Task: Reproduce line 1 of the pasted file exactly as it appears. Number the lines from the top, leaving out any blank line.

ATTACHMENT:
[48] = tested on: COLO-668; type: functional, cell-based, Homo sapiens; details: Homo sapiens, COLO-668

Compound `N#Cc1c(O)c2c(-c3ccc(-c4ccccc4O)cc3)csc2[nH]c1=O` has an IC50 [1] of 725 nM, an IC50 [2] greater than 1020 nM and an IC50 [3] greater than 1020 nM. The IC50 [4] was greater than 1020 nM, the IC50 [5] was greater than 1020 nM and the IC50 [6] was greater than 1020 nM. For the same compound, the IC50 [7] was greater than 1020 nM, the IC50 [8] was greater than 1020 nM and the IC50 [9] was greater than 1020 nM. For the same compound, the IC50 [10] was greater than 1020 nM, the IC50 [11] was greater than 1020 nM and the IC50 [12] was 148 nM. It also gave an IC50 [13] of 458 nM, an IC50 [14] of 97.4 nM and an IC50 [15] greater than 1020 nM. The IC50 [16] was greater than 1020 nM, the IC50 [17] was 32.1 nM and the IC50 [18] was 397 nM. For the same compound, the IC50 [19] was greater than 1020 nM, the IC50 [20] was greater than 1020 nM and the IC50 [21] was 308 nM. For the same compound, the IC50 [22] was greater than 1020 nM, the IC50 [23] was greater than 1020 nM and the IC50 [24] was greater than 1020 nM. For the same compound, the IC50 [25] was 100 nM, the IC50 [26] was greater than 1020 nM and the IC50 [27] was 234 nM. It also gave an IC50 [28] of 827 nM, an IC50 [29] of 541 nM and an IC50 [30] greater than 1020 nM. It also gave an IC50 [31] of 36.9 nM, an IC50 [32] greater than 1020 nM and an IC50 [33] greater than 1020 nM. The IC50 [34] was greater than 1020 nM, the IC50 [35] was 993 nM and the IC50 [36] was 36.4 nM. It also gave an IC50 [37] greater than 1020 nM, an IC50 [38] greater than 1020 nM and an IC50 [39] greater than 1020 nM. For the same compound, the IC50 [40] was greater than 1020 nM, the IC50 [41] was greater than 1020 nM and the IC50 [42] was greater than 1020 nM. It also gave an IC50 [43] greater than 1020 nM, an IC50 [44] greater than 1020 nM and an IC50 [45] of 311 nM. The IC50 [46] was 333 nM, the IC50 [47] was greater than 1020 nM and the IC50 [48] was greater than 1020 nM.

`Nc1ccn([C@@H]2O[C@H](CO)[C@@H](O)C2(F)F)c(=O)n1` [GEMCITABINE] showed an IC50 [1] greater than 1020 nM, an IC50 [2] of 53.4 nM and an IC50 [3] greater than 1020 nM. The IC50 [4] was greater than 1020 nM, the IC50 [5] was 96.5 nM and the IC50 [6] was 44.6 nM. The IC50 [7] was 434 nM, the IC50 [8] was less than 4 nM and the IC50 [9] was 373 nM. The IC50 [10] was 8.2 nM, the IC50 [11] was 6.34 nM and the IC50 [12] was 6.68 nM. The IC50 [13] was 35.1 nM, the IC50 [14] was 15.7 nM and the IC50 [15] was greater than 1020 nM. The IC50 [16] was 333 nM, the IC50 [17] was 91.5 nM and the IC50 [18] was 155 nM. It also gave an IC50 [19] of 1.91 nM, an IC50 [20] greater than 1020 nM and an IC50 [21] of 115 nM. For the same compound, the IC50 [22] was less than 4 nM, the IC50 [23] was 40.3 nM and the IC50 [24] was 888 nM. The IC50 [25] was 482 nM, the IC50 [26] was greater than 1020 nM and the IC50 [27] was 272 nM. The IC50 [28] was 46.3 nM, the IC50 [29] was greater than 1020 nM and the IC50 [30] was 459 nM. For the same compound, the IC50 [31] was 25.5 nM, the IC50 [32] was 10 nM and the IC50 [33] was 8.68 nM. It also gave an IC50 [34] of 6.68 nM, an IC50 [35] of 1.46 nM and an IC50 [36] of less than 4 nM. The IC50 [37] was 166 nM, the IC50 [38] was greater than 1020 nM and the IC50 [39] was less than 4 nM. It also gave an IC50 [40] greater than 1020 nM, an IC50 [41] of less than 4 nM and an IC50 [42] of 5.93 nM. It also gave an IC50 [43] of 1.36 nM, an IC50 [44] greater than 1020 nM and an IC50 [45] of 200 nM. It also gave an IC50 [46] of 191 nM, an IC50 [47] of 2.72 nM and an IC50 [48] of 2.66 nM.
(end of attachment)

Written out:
[48] = tested on: COLO-668; type: functional, cell-based, Homo sapiens; details: Homo sapiens, COLO-668